The provision cannot be understood fully or applied properly, however, unless it is viewed in the larger context of the Telecommunications Act of ( Act) and its underlying purposes.
Once the BOCs open their local markets to competition, the Act permits them to enter the market for long distance services in their regions, thereby increasing competition in the long distance market.
The embodiment of this quid pro quo established by Congress is section (c)(2)(B) of the Act, which describes a In re: Application by SBC Communications Inc.
et al. Pursuant to Section of the Telecommunications Act of To Provide In-Region, InterLATA Services in Texas, CC Docket No. ( ) (incorrect intraLATA and/or interLATA PIC on % of records sampled). SBC Amended Noland/Dysart Reply Aff.
The Telecommunications Act of and its Impact * on US telecommunications markets and is based on my forthcoming book with the same title. The Act is a milestone in the history of telecommunications in the United States.
Coming 12 years after the breakup of AT&T, the Act attempts to move all telecommunications markets toward competition. Section (i) defines an in-region state to mean "a State in which a [BOC] or any of its affiliates was authorized to provide wireline telephone exchange service pursuant to the reorganization plan approved under the AT&T Consent Decree, as in effect on the day before the date of enactment of the Telecommunications Act of " 47 U.S.C.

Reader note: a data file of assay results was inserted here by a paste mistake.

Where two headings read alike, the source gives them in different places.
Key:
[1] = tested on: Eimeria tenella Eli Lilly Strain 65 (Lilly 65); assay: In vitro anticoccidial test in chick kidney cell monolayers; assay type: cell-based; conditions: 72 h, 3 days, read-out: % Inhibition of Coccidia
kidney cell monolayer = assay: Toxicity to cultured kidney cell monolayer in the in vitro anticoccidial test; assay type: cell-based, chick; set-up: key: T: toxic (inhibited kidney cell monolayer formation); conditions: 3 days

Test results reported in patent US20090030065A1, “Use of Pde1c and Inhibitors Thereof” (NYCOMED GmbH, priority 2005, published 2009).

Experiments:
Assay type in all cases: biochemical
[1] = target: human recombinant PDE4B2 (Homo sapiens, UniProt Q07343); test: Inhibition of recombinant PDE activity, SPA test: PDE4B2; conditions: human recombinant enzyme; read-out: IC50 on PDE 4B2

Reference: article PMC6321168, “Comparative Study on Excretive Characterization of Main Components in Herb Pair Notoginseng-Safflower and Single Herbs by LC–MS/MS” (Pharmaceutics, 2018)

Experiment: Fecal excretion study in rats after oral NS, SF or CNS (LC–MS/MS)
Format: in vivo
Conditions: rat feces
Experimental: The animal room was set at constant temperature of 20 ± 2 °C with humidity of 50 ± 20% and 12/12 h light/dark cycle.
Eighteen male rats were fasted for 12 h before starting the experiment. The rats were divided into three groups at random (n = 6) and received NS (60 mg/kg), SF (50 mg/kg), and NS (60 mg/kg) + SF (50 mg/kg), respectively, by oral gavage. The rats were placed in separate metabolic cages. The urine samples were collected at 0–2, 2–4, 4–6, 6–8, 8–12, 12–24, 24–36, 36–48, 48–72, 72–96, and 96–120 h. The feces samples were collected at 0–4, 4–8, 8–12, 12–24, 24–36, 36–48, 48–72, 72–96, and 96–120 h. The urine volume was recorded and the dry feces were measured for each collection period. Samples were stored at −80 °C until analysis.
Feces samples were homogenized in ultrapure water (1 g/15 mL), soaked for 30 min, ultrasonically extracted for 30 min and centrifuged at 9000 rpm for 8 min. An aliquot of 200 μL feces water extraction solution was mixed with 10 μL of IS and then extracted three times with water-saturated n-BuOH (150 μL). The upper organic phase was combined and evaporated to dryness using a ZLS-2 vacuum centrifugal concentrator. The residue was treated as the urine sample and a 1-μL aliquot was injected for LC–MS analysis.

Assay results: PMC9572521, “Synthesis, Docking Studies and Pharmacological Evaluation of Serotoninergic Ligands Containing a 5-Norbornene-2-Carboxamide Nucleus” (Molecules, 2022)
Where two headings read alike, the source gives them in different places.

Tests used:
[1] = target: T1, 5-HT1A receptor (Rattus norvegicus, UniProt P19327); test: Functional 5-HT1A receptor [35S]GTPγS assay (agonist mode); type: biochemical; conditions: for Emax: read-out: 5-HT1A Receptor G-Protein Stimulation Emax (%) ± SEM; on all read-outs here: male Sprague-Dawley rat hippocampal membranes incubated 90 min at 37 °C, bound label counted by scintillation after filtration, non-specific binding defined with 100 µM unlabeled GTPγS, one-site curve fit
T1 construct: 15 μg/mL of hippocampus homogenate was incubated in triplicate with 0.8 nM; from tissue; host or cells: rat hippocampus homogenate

Free Online Library: Section (h) of the Telecommunications Act of beware of intended consequences. (Telecommunications Act of Ten Years Later Symposium) by "Federal Communications Law Journal"; Mass communications Competition (Economics) Laws, regulations and rules Telecommunications industry Economic aspects.
The Telecommunications Act of envisioned a competitive free-for-all in the U.S. telecommunications industry with removal of barriers to entry in local telecommunications markets and the lifting of the artificial restrictions that kept the Regional Bell Operating Companies (RBOCs) out of the interLATA long-distance by: Telecommunications Act of by a Bell operating com-pany such that no exchange area includes points within more than 1 metropolitan statistical area, consolidated metropolitan statistical area, or State, except as expressly permitted under the AT&T Consent Decree; or ‘‘(B) established or modified by a Bell operating com.
Telecommunications Act of Telecommunications legislation passed by the U.S. Congress in Although it covers many aspects of the field, the most controversial has been the deregulation of local phone service, allowing competition in this arena for the first time. The Impact of the Telecommunications Act of in the Broadband Age The Act was designed to usher in competition to telephony and cable by.
ACT. To make new provision for the regulation of telecommunication activities other than broadcasting, and for the control of the radio frequency spectrum; and for that purpose to establish an independent South African Telecommunications Regulatory Authority and a Universal Service Agency; to repeal the Radio Act,and the Radio Amendment Acts of.